Whole families have been gripped by the lure of the Lambeg for generations, handing down the expertise from parent to child. In recent years there has been something of a revival of the drumming art and many young people have taken it up. The cost of hiring bands, or starting Lodge bands of their own , has persuaded many Lodges to maintain the Lambegs. One thing is certain - flute, pipe, accordion, and brass bands can be found in all the countries of the world. But the relentless, inspiring beat of the Lambeg is, uniquely, the voice of Ulster.


THE NAME TANDRAGEE

Tandragee comes from the Gaelic Toin re gaoith and means "backs to the wind" referring to the main street built on the side of a hill. It has had many spellings over the years such as:

TONERIGEE, TAWNTAGLEE, TON-LE-AGLEE, TONTLEGEE, AND TANDERAGEE.

The modern spelling is supposed to come from the English servants employed years ago at the Castle who spoke "posh" and "proper". Hence it is usually spelt "TANDRAGEE" nowadays.

A nineteenth century geography book described Portadown as "a small village near Tanderagee", giving us an idea of their relative sizes then.

Tandragee's motto is "Tandragee No Pinch". This is supposed to date back to the Eighteenth Century when, owing to the management of the landlords at that time-first the Sparrow family and then the Manchesters, there was full and plenty for all and no pinching or saving. Many years ago when the town had a flax fair and buyers came from all over, they found the cows in the district had all gone dry, and some wag enlarged the motto to read "Tandragee No Pinch, All Water, and No Milk"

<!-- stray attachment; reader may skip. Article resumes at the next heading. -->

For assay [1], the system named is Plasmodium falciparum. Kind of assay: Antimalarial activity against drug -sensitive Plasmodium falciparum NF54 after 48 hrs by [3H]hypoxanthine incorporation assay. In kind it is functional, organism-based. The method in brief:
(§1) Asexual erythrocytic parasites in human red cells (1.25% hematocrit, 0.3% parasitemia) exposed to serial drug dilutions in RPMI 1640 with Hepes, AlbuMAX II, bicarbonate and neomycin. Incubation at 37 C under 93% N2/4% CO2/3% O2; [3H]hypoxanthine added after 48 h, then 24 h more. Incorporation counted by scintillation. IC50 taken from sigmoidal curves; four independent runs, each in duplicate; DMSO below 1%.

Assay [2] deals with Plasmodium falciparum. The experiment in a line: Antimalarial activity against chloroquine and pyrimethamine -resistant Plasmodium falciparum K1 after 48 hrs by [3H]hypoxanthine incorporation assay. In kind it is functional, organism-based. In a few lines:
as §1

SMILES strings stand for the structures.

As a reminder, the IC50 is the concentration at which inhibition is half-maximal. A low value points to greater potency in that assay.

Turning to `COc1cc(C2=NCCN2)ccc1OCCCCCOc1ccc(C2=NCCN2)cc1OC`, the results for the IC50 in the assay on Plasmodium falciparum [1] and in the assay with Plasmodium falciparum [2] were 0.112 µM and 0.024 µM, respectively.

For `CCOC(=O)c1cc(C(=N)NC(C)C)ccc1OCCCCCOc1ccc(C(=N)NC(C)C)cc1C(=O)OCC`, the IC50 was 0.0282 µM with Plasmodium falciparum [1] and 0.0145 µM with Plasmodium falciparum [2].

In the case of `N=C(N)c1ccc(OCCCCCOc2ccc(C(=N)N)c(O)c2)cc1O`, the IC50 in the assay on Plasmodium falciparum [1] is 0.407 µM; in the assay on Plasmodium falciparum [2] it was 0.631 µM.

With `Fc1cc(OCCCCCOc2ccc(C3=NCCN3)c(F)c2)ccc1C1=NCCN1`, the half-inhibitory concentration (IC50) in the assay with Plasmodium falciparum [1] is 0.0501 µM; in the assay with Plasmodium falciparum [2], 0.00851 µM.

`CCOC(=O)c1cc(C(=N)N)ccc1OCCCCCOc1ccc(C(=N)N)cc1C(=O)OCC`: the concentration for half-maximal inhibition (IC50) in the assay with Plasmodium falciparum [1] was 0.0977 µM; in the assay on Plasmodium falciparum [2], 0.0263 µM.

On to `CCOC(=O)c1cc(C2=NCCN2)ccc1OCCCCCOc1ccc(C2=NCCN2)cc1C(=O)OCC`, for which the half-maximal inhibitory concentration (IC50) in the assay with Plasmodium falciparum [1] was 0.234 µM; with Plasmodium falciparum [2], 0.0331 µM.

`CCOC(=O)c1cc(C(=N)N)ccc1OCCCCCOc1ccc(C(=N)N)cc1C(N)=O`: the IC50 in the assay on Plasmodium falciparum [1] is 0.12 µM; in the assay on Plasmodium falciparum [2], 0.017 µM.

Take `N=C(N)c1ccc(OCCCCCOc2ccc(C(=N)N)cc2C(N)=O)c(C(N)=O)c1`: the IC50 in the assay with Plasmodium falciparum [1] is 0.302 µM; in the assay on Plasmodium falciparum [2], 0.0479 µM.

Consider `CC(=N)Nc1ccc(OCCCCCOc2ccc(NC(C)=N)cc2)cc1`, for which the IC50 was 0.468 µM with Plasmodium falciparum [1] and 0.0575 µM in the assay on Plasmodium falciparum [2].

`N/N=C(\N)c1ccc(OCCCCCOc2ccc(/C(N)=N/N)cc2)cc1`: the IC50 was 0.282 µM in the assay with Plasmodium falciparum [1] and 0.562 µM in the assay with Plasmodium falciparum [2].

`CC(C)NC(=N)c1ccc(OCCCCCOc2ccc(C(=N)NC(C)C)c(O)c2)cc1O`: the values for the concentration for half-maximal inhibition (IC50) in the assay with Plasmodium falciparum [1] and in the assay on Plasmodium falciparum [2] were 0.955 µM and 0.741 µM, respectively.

LINES ON THE DEATH OF REV. BRO. WHAN.


Composed by Joseph Fowler, Mullahead, Tandragee

Cold death has taken the Rev. Whan, an Orangeman kind and true,
Who never was afraid to wear the Scarlet, Green, and Blue,
But God has taken his spirit back to the place from whence it came,
And what is Loyalty's greatest loss, we pray is his eternal gain.

And when the last trumpet sounds his body will arise,
Transformed, incorruptible, to meet the Saviour in the skies,
And when the sun and moon are changed, also the earth and sea,
He will live in Heaven with celestial joy to all eternity.

Over 46 years he was the Presbyterian Minister in Old Clare near Tandragee,
Also a sterling member of No. 1 Royal Black Preceptory;
For in Glasgow, on the Platform, he condemned Gladstone's Home Rule Bill,
And said that Ulster would oppose it to death, with all their power and skill.

He was Chaplain to the Grand Lodge of Ireland, and to the County also,
And District Master of Tandragee, and he feared no rebel foe,
For in the Pulpit he spoke the truth, on the Platform, and in the Hall,
And his Request was NO SURRENDER, and for GOD TO BLESS US ALL

On the day of his great funeral it was consolable for to see
The brethren who did attend the sad call that came from Tandragee
To come and pay their last respect to him, and what more could they do